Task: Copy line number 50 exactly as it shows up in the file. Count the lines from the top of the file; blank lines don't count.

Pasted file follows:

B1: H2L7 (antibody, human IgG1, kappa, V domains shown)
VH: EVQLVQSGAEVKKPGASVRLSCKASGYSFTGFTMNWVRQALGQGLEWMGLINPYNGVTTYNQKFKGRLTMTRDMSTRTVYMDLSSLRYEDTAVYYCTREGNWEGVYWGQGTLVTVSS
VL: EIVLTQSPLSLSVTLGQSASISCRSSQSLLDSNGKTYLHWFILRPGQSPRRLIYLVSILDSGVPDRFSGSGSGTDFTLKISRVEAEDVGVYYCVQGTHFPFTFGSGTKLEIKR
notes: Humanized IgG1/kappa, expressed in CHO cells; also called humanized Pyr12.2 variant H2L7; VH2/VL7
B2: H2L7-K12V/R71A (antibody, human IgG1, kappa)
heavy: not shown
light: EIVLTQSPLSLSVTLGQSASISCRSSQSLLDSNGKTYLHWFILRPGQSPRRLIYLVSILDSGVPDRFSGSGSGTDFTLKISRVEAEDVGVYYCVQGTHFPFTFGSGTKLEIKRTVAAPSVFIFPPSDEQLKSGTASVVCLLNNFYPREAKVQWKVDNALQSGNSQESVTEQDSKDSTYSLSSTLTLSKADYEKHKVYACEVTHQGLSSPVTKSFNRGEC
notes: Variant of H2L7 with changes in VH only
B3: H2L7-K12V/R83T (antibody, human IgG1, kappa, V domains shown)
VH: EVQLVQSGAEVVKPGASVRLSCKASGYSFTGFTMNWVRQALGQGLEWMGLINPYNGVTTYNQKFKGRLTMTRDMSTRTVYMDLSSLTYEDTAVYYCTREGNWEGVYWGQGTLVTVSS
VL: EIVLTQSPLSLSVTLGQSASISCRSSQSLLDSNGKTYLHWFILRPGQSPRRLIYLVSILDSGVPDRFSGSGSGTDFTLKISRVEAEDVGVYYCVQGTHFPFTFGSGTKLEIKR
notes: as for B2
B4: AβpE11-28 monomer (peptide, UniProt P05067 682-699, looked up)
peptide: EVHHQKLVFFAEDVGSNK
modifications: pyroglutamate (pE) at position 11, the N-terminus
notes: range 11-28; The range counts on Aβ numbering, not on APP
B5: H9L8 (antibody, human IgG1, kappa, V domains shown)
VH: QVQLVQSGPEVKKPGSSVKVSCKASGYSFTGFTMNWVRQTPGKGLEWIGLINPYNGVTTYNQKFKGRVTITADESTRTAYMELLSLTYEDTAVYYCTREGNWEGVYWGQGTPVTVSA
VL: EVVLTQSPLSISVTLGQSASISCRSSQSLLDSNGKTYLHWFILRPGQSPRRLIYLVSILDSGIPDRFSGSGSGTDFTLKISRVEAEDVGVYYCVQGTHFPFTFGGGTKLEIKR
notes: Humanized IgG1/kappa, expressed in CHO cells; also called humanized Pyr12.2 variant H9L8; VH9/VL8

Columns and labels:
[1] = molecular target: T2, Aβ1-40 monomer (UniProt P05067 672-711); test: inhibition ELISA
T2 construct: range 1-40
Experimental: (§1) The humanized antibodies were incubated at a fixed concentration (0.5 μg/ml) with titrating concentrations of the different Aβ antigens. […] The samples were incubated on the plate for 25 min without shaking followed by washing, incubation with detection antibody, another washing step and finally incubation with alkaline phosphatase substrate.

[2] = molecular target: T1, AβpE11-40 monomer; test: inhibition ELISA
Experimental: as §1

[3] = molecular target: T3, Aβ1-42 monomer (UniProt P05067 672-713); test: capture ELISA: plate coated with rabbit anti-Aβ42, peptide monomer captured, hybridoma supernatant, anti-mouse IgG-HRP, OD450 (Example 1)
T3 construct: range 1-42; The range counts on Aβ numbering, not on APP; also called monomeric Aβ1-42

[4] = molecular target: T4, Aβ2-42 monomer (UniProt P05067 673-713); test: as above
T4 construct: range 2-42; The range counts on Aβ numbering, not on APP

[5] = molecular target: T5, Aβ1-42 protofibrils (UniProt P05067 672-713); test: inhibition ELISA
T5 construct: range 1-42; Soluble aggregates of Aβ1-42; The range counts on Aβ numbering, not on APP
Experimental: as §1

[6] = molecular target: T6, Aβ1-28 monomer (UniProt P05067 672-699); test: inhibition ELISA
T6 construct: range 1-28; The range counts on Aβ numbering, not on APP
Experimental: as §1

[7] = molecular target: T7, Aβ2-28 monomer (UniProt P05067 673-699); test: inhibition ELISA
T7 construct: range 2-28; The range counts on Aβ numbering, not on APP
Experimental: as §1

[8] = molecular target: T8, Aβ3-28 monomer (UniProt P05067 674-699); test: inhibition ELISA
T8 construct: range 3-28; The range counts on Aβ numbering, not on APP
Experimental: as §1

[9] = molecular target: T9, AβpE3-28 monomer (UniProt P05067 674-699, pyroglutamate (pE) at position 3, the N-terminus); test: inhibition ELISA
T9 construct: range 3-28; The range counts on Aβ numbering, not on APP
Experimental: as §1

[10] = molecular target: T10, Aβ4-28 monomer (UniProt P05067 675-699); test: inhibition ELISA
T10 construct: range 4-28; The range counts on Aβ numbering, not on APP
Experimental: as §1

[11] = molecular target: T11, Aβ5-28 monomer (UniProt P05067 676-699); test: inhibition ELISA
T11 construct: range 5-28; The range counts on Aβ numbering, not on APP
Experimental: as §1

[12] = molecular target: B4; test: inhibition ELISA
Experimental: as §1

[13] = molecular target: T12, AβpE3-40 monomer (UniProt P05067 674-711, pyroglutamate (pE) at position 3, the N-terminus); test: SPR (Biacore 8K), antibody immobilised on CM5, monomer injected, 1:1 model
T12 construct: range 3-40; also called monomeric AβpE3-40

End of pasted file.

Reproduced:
T11 construct: range 5-28; The range counts on Aβ numbering, not on APP